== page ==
Breaking Barriers: The “Gender Model Family” in Rural Ghana - Blog
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Breaking Barriers: The “Gender Model Family” in Rural Ghana

In the heart of Ghana, where traditional beliefs and limited access to resources have long impeded the progress of women and girls, a transformation is underway...

Together with local VETS program partner, the Social Enterprise Development Foundation (SEND), Veterinarians Without Borders (VWB/VSF) is implementing the innovative Gender Model Family (GMF) methodology in addition to One Health initiatives that increase animal, human and environmental health. These initiatives not only enhance the economic and social well-being of women and girls but also challenge deep-rooted gender-based barriers.

Community Sensitization and Commitments

The Gender Model Family is a comprehensive approach encompassing community sensitization, mentoring, and coaching to challenge the social norms acting as barriers to women's empowerment. This past year, 432 families, including couples and their children, benefited from these interventions. Additionally, 864 couples were trained on animal production and husbandry practices.

Participants gained a better understanding of gender issues and the significant, often unseen, contributions of women through unpaid work and commitments were made by men to ensure women's access to and control over family resources, such as land and livestock. Pledges were also made to foster fairness within households, leading to the development of family action plans, closely monitored for implementation.

Issah Baba's Journey to Inclusivity

In the rural community of Gaa, in the Gushegu district of the Northern Region, Issah Baba is an example of the transformative power of the GMF methodology. Leading a polygamous household, Issah Baba and his family underwent a positive change. The training received through the VETS project inspired him to embrace inclusiveness in household activities, supported by commitments from other men in the community. As a result, Issah Baba and his sons now actively share the household chores, challenging the norm of exclusive female responsibility.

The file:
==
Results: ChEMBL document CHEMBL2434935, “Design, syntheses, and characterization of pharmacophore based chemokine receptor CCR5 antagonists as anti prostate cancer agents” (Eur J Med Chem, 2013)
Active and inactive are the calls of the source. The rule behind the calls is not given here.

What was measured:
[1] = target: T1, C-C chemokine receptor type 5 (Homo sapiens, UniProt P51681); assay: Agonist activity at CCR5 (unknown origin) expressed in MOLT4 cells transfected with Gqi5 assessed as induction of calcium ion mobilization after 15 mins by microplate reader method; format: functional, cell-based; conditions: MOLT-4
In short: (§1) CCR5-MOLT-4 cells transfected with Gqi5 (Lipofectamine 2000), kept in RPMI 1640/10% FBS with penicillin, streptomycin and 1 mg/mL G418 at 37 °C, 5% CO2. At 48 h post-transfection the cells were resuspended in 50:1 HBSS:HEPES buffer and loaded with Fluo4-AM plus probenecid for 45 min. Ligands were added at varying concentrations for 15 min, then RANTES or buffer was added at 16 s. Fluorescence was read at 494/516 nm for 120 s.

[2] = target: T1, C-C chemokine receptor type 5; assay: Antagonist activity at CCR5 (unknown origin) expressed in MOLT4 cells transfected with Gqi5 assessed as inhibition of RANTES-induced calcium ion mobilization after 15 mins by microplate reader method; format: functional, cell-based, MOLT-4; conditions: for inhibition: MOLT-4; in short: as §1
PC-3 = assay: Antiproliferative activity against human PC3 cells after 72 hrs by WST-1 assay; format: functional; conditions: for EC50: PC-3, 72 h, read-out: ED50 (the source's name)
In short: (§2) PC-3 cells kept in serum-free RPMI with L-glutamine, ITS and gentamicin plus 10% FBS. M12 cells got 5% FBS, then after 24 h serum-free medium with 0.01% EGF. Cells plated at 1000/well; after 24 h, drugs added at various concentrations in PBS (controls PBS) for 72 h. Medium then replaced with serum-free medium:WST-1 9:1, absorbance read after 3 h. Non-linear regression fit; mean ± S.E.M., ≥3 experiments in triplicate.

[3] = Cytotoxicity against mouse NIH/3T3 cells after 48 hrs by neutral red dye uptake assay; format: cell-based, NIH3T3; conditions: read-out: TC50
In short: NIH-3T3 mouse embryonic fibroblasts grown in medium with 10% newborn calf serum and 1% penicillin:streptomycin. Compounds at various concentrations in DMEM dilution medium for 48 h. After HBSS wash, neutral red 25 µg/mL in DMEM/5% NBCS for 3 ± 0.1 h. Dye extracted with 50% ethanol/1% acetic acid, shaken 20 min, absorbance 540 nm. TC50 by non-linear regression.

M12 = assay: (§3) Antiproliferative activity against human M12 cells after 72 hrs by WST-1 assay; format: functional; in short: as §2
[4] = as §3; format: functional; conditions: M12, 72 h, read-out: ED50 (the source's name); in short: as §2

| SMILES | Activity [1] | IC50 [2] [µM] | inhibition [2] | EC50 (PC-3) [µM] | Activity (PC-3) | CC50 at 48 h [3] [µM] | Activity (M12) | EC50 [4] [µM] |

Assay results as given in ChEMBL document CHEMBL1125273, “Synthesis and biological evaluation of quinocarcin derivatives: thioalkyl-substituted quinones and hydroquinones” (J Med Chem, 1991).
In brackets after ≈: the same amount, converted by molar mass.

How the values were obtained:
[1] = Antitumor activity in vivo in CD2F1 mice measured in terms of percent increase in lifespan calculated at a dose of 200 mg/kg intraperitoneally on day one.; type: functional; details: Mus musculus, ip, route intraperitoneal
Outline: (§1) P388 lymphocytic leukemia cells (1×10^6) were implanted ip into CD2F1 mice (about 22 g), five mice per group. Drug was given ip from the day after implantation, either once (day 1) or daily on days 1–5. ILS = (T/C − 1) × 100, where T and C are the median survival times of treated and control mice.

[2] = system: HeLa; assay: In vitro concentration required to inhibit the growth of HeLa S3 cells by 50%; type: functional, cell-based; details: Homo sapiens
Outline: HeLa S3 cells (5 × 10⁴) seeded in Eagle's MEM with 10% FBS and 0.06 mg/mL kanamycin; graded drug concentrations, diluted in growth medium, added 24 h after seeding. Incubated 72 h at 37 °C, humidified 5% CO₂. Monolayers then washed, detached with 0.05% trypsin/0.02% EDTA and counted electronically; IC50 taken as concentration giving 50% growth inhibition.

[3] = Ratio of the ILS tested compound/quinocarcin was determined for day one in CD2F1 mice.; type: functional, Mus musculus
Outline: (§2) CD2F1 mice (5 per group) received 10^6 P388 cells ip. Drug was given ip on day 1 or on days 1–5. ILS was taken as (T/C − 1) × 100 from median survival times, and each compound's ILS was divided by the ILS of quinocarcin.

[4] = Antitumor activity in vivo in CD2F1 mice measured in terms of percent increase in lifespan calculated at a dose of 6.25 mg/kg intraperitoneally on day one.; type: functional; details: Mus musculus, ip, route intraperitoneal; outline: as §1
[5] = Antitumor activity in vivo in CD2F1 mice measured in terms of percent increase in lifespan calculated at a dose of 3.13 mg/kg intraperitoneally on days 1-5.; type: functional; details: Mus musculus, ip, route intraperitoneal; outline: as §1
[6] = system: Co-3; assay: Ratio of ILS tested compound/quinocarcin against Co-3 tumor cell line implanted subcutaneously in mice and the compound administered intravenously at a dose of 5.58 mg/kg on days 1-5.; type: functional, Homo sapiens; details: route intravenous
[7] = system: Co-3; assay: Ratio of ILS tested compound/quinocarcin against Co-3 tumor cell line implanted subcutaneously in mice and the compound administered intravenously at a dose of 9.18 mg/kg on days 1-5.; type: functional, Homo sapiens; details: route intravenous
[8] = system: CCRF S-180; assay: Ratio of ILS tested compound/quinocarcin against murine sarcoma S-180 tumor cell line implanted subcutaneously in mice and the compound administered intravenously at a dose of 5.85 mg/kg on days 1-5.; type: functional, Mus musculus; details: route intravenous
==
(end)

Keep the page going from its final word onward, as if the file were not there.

His first wife, Fadila, proudly shares the change in their household dynamics, "As I stand here, my oldest son is at home washing my clothes." This redistribution of unpaid care work has not only fostered peaceful coexistence among Issah’s co-wives but has empowered the women to actively participate in decision-making and gain access to and control over household resources, including land and animals.

Empowering Adisa and Abukari

In Savelugu, Adisa and her husband Abukari, both GMF members, are breaking barriers together. With the burden of domestic labor shared, Adisa has been empowered to engage in rice production, vegetable farming, and animal rearing. This newfound economic activity has generated additional income, enabling them to overcome challenges in paying their children's school fees.

Sulemana Nyimadak's Family

Similarly, Sulemana Nyimadak's family in the Zagban community, Yendi district, directly benefited from the VETS project's on-farm production training. VETS volunteer and retired veterinarian, Dr. Joseph Danquah, imparted knowledge that significantly improved their poultry farming practices. Sulemana explained, "The doctor's recommendation about not feeding fowls whose eggs are about to hatch has been really beneficial to us. Now, my fowls hatch more eggs, and their numbers have more than doubled. I sell more and make more money." This increased income is strategically directed towards their children's education, aligning with Goal 5 of the SDGs.

A Ripple Effect

As these successes slowly spread, the ripple effect is becoming evident. More families are expressing interest in becoming GMFs, and the positive impacts witnessed by peers are helping to reduce the stigma surrounding the interventions. In fact, the GMF methodology aims not only to empower its beneficiaries but seeks the buy-in of the entire community, challenging harmful social norms and advancing women’s empowerment on a broader scale.

VETS is a 7-year initiative (2020-2027) to improve the economic and social well-being of marginalized people, particularly women and girls, in 6 countries across Africa and Asia. In collaboration with local partners, the program is implemented through 190 Canadian volunteers on international assignment and is generously funded by Global Affairs Canada.

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  • My voluntary assignments in Ghana for the past three years have dramatically improved animal production in terms of reducing mortality and increasing the size of the herd/flock.
    - Joseph Ansong-Danquah

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